Continue reading “Can blog posts be used as peer reviews?”  

In:  ORCID  

ORCID integration at ScienceOpen

ORCID integration has been at the heart of our publishing system since our inception. We like to think that this demonstrates that ScienceOpen was already thinking way ahead of the curve for the future of publishing, and recognising the importance of infrastructure and the value of unique identifiers. ORCID is now a major part of the scholarly communications infrastructure, and becoming more so with each passing day.

At ScienceOpen, registration with us requires registration with ORCID. In fact, if you register with us, we will automatically provide you the options for registering with ORCID.

Why is this important?

At ScienceOpen, we have always supported the use of ORCID within our services. Membership at ScienceOpen can be updated directly using your ORCID profile, providing seamless integration of the two.

To comment, review and rate articles, we require an ORCID along with membership at ScienceOpen. If you have more than 5 articles within your ORCID profile, you’ll gain Expert member status with us, and free reign of services! We feel this is important to maintain a high standard of quality for our peer review services. This isn’t to say that those without ORCID wouldn’t be great referees, it’s just that this is an explicit minimum standard.

Here’s a little table to help make this a little easier to understand. We’re evolving all the time to adapt to the needs of the research community, so please let us know if there’s anything we can do to enhance our services!

Continue reading “ORCID integration at ScienceOpen”  

In:  ORCID  

ORCID goes national in Germany

At ScienceOpen, there’s nothing more we like than good news for open science! That’s why we’re happy this week to see ORCID announcing a new partnership with the DFG, the German Research Foundation and major government funding body here, to support increased ORCID adoption in Germany.

The aim of this partnership is to standardise and integrated information that is currently distributed throughout more than 230 systems and databases in Germany. By adopting ORCID, this will support German universities and research institutes in implementing ORCID in a co-ordinated and sustainable approach.

orcid-hero-logo

“Thanks to the financial support from the Deutsche Forschungsgemeinschaft we have now the opportunity to promote the use of ORCID in Germany. This is a strong signal for ORCID in Germany,” says Roland Bertelmann, head of the Library and Information Services at the German Research Centre for Geoscience (GFZ).

ORCID is a critical part of research infrastructure, acting as a unique identifier for researchers, and a sort of LinkedIn style profile with your published research, and educational and professional histories embedded, and partnered with tools such as CrossRef/Scopus to make content integration easy and automated.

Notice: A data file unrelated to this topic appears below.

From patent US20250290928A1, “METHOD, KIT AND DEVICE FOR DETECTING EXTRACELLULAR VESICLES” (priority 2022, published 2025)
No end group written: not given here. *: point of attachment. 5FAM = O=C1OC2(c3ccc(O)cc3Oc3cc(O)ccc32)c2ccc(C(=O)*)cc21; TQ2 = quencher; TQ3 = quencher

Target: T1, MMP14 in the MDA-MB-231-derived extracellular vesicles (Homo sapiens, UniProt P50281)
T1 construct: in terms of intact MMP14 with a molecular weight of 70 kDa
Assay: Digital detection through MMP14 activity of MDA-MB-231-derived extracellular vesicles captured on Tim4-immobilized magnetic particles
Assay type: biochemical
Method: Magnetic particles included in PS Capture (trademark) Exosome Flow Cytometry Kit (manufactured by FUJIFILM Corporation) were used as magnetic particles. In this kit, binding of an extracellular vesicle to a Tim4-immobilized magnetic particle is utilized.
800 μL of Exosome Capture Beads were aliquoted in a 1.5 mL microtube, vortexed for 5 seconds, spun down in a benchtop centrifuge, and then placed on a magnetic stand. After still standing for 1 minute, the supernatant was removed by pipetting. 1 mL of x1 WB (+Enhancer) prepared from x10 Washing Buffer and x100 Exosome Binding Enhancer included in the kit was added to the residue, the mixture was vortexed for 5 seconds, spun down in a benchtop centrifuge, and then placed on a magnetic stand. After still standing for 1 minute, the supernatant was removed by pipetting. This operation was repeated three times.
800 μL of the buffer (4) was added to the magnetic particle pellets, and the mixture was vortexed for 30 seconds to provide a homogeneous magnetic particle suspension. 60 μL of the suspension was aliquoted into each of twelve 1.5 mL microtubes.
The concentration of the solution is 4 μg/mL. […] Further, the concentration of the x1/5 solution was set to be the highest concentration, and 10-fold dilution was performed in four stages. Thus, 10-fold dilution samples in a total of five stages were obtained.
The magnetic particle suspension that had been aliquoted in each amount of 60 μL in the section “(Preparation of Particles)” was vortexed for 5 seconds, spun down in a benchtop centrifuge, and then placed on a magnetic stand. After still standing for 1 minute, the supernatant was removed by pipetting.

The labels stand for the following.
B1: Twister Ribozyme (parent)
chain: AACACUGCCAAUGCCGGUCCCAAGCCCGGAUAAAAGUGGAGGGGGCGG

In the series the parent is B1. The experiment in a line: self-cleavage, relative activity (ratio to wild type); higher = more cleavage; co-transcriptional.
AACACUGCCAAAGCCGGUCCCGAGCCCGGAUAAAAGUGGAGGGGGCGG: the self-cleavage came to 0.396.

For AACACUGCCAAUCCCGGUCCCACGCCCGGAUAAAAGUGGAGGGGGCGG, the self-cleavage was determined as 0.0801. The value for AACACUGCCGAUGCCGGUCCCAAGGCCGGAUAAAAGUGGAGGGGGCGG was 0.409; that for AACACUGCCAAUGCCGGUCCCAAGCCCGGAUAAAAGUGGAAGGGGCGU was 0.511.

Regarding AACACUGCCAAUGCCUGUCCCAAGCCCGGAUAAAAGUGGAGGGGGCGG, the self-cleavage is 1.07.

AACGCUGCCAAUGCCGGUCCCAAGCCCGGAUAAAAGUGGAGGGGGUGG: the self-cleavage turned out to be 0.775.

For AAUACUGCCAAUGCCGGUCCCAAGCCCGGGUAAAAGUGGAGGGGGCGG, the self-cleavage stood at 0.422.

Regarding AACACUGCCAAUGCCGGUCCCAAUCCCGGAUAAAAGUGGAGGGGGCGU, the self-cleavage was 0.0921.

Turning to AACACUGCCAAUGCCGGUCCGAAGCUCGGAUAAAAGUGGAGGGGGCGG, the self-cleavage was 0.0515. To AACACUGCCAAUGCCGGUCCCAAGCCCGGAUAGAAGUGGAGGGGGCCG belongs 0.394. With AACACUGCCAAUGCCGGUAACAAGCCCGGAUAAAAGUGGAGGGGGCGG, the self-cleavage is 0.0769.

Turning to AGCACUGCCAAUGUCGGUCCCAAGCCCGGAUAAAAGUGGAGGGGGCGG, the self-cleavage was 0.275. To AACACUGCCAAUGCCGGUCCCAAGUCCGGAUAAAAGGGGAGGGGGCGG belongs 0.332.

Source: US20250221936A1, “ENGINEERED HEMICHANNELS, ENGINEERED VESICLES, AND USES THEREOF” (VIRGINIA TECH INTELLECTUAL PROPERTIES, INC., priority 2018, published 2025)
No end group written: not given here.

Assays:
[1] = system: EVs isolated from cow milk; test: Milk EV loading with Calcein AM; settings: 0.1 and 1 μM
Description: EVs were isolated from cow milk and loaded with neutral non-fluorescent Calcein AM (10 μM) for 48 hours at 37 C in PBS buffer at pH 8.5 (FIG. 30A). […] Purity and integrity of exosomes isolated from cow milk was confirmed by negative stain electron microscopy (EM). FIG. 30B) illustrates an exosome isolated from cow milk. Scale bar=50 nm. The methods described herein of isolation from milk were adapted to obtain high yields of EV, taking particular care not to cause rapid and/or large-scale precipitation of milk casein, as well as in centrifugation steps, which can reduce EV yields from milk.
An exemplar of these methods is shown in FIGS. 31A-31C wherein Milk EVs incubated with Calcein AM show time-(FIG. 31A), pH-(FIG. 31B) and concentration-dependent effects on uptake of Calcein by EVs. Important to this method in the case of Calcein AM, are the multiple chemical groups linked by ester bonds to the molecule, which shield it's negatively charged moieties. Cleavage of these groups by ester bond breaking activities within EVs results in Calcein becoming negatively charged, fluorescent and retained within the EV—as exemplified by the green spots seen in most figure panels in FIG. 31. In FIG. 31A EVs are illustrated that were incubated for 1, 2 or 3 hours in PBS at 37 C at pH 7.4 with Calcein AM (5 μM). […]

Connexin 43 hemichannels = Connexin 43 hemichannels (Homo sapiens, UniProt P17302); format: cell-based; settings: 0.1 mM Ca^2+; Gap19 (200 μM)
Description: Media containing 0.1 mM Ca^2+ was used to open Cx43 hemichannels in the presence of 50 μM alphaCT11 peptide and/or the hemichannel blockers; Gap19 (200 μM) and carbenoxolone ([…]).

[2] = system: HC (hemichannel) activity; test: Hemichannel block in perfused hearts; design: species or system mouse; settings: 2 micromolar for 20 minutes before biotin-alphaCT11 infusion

At ScienceOpen, we’ve implemented ORCID across our platform since day 1, and are part of a major publisher-wide initiative for it. ORCID is used for:

  • Getting credit for peer reviews and Collections, which have CrossRef DOIs so automatically get picked up by ORCID;
  • Quality control for peer review, as we require a minimum of 5 ORCID items to perform formal public peer review;
  • Integrating your profile, as we facilitate simplified logging in and registration through ORCID;
  • An ORCID is required to publish with us too, so we know who you are!

This of course now means that engaging with the ScienceOpen platform for researchers in Germany just became a lot easier! Lucky them!

In:  Peer Review  

Should peer review reports be published

One main aspect of open peer review is that referee reports are made publicly available after the peer review process. The theory underlying this is that peer review becomes a supportive and collaborative process, viewed more as an ongoing dialogue between groups of scientists to progressively asses the quality of research. Furthermore, it opens up the reviews themselves to analysis and inspection, which adds an additional layer of quality control into the review process.

This co-operative and interactive mode of peer review, whereby it is treated as a conversation rather than a selection system, has been shown to be highly beneficial to researchers and authors. A study in 2011 found that when an open review system was implemented, it led to increasing co-operation between referees and authors as well as an increase in the accuracy of reviews and overall decrease of errors throughout the review process. Ultimately, it is this process which decides whether research is suitable or ready for publication. A recent study has even shown that the transparency of the peer review process can be used to predict the quality of published research. As far as we are aware, there are almost no drawbacks, documented or otherwise, to making referee reports openly available. What we gain by publishing reviews is the time, effort, knowledge exchange, and context of an enormous amount of currently secretive and largely wasted dialogue, which could also save around 15 million hours per year of otherwise lost work by researchers.

 

Source
Source

Continue reading “Should peer review reports be published”  

In:  Announcements  

ScienceOpen joins ORCID initiative

ORCID (Open Researcher and Contributor ID) is a community-based effort to provide a registry of unique and persistent researcher identifiers, and through this links to research activities and outputs. It is a powerful tool for both researchers and institutions, and can be easily integrated with CrossRef, PubMed Central, Scopus, and other data archives to populate researcher records.

At ScienceOpen, we have always supported the use of ORCID within our services. Membership at ScienceOpen can be updated directly using your ORCID profile, providing seamless integration of the two. To comment, review and rate articles, we require an ORCID along with membership at ScienceOpen. If you have more than 5 articles within your ORCID profile, you’ll gain Expert member status with us, and free reign of services!

Continue reading “ScienceOpen joins ORCID initiative”